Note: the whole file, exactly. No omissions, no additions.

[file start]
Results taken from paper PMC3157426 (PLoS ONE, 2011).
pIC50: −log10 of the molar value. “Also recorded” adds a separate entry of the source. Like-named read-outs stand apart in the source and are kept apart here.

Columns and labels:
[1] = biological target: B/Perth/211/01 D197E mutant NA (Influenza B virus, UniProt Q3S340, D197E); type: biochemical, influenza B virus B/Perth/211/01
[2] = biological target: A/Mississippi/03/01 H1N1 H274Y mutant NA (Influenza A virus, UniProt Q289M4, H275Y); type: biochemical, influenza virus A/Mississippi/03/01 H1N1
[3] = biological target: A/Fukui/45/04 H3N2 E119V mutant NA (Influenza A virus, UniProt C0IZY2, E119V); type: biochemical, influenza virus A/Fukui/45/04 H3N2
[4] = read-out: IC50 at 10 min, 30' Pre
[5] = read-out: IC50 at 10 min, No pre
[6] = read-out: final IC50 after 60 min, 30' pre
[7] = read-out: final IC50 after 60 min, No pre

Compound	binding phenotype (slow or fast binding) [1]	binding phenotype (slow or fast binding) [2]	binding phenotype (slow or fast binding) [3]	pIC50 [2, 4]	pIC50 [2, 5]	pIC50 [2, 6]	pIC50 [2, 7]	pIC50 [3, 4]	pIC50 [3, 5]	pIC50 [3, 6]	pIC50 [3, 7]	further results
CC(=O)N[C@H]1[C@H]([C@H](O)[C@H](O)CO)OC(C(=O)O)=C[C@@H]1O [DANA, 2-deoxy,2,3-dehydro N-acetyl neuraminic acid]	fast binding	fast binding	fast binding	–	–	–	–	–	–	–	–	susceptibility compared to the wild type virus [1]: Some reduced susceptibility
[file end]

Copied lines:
Results taken from paper PMC3157426 (PLoS ONE, 2011).
pIC50: −log10 of the molar value. “Also recorded” adds a separate entry of the source. Like-named read-outs stand apart in the source and are kept apart here.

Columns and labels:
[1] = biological target: B/Perth/211/01 D197E mutant NA (Influenza B virus, UniProt Q3S340, D197E); type: biochemical, influenza B virus B/Perth/211/01
[2] = biological target: A/Mississippi/03/01 H1N1 H274Y mutant NA (Influenza A virus, UniProt Q289M4, H275Y); type: biochemical, influenza virus A/Mississippi/03/01 H1N1
[3] = biological target: A/Fukui/45/04 H3N2 E119V mutant NA (Influenza A virus, UniProt C0IZY2, E119V); type: biochemical, influenza virus A/Fukui/45/04 H3N2
[4] = read-out: IC50 at 10 min, 30' Pre
[5] = read-out: IC50 at 10 min, No pre
[6] = read-out: final IC50 after 60 min, 30' pre
[7] = read-out: final IC50 after 60 min, No pre

Compound	binding phenotype (slow or fast binding) [1]	binding phenotype (slow or fast binding) [2]	binding phenotype (slow or fast binding) [3]	pIC50 [2, 4]	pIC50 [2, 5]	pIC50 [2, 6]	pIC50 [2, 7]	pIC50 [3, 4]	pIC50 [3, 5]	pIC50 [3, 6]	pIC50 [3, 7]	further results
CC(=O)N[C@H]1[C@H]([C@H](O)[C@H](O)CO)OC(C(=O)O)=C[C@@H]1O [DANA, 2-deoxy,2,3-dehydro N-acetyl neuraminic acid]	fast binding	fast binding	fast binding	–	–	–	–	–	–	–	–	susceptibility compared to the wild type virus [1]: Some reduced susceptibility